Drugs

Astodrimer

Astodrimer

Other Names: SPL-7013, VivaGel, astodrimer sodium Drug Class: Microbicides Molecular Formula: C583 H641 N63 O287 S64 Registry Number: 1379746-42-5 (CAS) Chemical Name: N2,N6-bis(N2,N6-bis(N2,N6-bis(N2,N6-bis(N2,N6-bis((3,6-disulfonaphthalen-1-yloxy)acetyl)-l-lysyl)-l-lysyl)-l-lysyl)-l-lysyl)-N1-(diphenylmethyl)-l-lysinamide Chemical Class: Dendrimers Organization: Starpharma Phase of Development: Astodrimer has been studied in Phase I/II clinical trials for the prevention of HIV infection.

(Compound details obtained from ChemIDplus Advanced,1 NIAID Therapeutics Database,2 and PLoS One article3)

What is astodrimer?

What is astodrimer?

Astodrimer (brand name: VivaGel) is an investigational drug that has been studied as a topical microbicide to prevent sexual transmission of HIV and herpes simplex virus type 2 (HSV-2).3

Astodrimer gel has also been studied for treating bacterial vaginosis.4,5,6 Bacterial vaginosis is an infection that causes unwanted growth of certain bacteria in the vagina. The U.S. Food and Drug Administration (FDA) is currently evaluating whether to approve astodimer to treat and prevent bacterial vaginosis.7

To learn how investigational drugs are tested during clinical trials, read the AIDSinfo What is an Investigational HIV Drug? and HIV/AIDS Clinical Trials fact sheets.

Astodrimer belongs to a group of topical microbicides called polyanion-based entry inhibitors.8 Entry inhibitors block HIV from entering a host CD4 cell.

How do topical microbicides work?

How do topical microbicides work?

Topical microbicides come in many different forms, including gels, creams, films, and vaginal rings (also called an intravaginal ring or IVR). These products are designed to prevent HIV infection during sex, so they are used close to where HIV might enter the body during sexual activities—either the vagina or rectum.9,10 Researchers have studied astrodimer as a gel for vaginal use.3

Topical microbicides may also be called topical pre-exposure prophylaxis (PrEP) products.9 PrEP means using a medicine before possible exposure to a virus or bacteria to reduce the risk of becoming infected with the virus or bacteria. For more information on PrEP, see the AIDSinfo Pre-Exposure Prophylaxis (PrEP) fact sheet.

Which clinical trials are studying astodrimer?

Which clinical trials are studying astodrimer?

Study Names: (1) MTN-004; NCT00442910, and (2) ATN 062; NCT00490152
Phase: These studies were Phase I studies.
Status: These studies have been completed.
Locations: United States and Puerto Rico
Purpose: The purpose of MTN-004 was to evaluate the safety and acceptability of astodrimer vaginal gel in sexually active women who did not have HIV. ATN 062 was conducted simultaneously with MTN 004 to further evaluate the acceptability of astodrimer vaginal gel in MTN-004 study participants.11,12

Study Names: SPL7013-004; NCT00331032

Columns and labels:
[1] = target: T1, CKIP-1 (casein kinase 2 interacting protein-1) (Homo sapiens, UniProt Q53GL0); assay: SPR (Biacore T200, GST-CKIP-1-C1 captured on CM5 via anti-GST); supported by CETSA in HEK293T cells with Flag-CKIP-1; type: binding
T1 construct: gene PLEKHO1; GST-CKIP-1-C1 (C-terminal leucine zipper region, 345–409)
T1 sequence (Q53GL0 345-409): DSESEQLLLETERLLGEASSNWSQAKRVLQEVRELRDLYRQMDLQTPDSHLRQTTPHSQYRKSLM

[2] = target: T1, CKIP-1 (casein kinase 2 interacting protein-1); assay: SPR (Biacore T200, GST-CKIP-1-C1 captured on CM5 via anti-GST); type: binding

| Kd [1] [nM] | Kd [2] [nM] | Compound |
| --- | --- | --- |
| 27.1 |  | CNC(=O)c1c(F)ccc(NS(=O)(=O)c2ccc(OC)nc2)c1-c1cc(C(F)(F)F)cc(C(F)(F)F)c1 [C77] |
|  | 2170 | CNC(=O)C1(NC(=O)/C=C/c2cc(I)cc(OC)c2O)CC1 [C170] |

Phase: I
Status: This study has been completed.
Locations: United States and Kenya
Purpose: The purpose of this study was to evaluate the safety and tolerability of astodrimer vaginal gel in women who did not have HIV or any other sexually transmitted infections (STIs). The women were sexually active but agreed to abstain from sex during the study.13

Study Names: SPL7013-003; NCT00740584
Phase: I/II
Status: This study has been completed.
Location: Australia.
Purpose: The purpose of this study was to evaluate the antiviral activity of astodrimer vaginal gel in women who did not have HIV or any other STIs.14

For more details on the studies listed above, see the Health Professional version of this drug summary.

What side effects might astodrimer cause?

What side effects might astodrimer cause?

One goal of HIV research is to identify new drugs that have fewer side effects. The following side effects were observed in the studies of astodrimer listed above.

MTN-004 (NCT00442910):
In this study, the most common genital side effects associated with astodrimer were painful sexual intercourse, bleeding or spotting between menstrual periods, and burning or itching of the vagina or vulva.15

SPL7013-004 (NCT00331032):
In this study, side effects related to astodrimer gel use were mostly mild. Two participants stopped using the gel because of a genitourinary (GU) side effect related to the product. Signs suggestive of genital irritation were more common in participants using the astodrimer gel than in participants using a placebo.16

SPL7013-003 (NCT00740584):
Among 4 participants who received at least 1 dose of astodrimer gel, 7 GU side effects were reported. Two of the 7 side effects—mild irritation in the area between the genitals and the anus and moderately severe bacterial vaginosis—were likely related to the astodrimer gel. Three participants had mild symptoms of a vaginal yeast infection possibly related to astodrimer gel exposure.3,14

Information on possible side effects of astodrimer is not complete. As testing of astodrimer continues, additional information on possible side effects will be gathered.

Where can I get more information about clinical trials studying astodrimer?

Where can I get more information about clinical trials studying astodrimer?

More information about astodrimer-related research studies is available from the AIDSinfo database of ClinicalTrials.gov study summaries. Click on the title of any trial in the list to see the ClinicalTrials.gov trial summary and more information about the study.